Gearing Up for the 2012 Olive Harvest Season

Posted by Olivia on Thursday, August 23rd, 2012

Gearing Up for the 2012 Olive Harvest Season

We’re gearing up for the 2012 olive harvest season at The Olive Press, and chances are that all of you olive growers are, as well. We’re excited, because this year promises to hold in store for California a great harvest season. When it comes to olive crops, they tend to be “alternate bearing,” which means the harvests tend to be bigger one year, then smaller the next. This year appears to be big!

Although less than 2% of the olive oil consumed in the United Stated is actually produced here, California olive oil production has been increasing in recent years, as a 2011 article in the New York Times documented. The increase in our local production comes at a time when fraud in the marketplace continues to gain exposure in the media, especially after a monumental study conducted by the Olive Center recently found that almost two-thirds of imported extra virgin olive oils do not actually meet international standards of quality. (Read the NYTimesfull article here, and you’ll find our very own Olive Queen Deborah Rogers quoted in the piece.)

Olive oil educator Alexandra Kicenik Devarenne has written a thorough article on olive oil history, agriculture, and harvesting. As she points out, olive trees are resilient and hardy plants, and they tend to grow well in areas otherwise considered unfit for agriculture—areas with poor soil or slightly poor drainage. Be aware, however, that olive trees are susceptible to damage from freezing temperatures, and they prefer dry conditions over excessively wet ones. This is precisely why California is such an attractive region for olive growers; its moderately dry climate and varied soils are prime growing conditions for olive trees.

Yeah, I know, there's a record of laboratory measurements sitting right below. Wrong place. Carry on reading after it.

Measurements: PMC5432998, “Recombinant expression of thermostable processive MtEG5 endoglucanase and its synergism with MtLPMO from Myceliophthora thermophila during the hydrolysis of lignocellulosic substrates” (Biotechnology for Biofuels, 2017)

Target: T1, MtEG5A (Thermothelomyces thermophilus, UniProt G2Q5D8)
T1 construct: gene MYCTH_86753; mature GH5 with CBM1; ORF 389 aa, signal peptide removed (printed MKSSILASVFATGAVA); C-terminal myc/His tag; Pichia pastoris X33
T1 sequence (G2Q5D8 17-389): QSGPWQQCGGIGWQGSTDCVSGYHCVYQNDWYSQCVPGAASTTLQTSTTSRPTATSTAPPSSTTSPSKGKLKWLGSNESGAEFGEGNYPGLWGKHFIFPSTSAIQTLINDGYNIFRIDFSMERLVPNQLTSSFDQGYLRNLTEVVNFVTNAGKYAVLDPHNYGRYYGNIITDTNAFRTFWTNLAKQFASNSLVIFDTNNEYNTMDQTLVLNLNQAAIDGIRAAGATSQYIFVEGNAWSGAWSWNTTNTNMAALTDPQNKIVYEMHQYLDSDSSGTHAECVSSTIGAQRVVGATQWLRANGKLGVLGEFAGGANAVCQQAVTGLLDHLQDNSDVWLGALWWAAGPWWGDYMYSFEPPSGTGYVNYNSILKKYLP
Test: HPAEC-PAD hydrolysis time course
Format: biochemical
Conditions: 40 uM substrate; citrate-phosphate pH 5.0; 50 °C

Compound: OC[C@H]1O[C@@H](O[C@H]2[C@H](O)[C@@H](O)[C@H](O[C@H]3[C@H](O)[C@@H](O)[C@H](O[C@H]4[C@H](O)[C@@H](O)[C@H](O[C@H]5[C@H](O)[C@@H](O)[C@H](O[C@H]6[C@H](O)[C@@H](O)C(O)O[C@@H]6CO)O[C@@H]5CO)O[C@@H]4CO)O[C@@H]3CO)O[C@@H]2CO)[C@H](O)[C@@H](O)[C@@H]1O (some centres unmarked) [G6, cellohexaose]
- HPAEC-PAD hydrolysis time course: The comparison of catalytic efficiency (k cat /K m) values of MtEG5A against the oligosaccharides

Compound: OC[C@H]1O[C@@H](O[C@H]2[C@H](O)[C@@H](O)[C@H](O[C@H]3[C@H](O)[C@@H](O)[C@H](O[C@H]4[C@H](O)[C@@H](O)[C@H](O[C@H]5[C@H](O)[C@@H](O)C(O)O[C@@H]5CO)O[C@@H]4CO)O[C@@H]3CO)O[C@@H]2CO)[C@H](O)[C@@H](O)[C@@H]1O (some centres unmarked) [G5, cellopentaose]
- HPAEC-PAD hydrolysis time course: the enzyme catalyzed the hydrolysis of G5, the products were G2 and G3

Aside from unfavorable weather conditions, one of the biggest threats to an olive tree (and the olives growing on it) is the olive fruit fly. Unlike the common fruit fly, the olive fruit fly lays its eggs under the skin of olives, and its larvae feed their way through the flesh of the fruit. This often results in bacterial and fungal growth. Learn how you can prevent the olive fruit fly from infesting your olive crop in our article here.

Once you’re ready to give a go at growing olives, be sure to swing by our website to explore our harvest tools available online. Our olive experts hand-select each product that we carry for quality and reliability. We also carry a growing collection of technical books for olive growers looking to expand their knowledge of this wonderful fruit.

Stay in touch with us as we move forward into the 2012 harvest. At our Sonoma location we offer tours, tastings, and seasonal events so that you can come by and learn first-hand about extra virgin olive oil production—and taste the difference in person. Find our current events and news right here.


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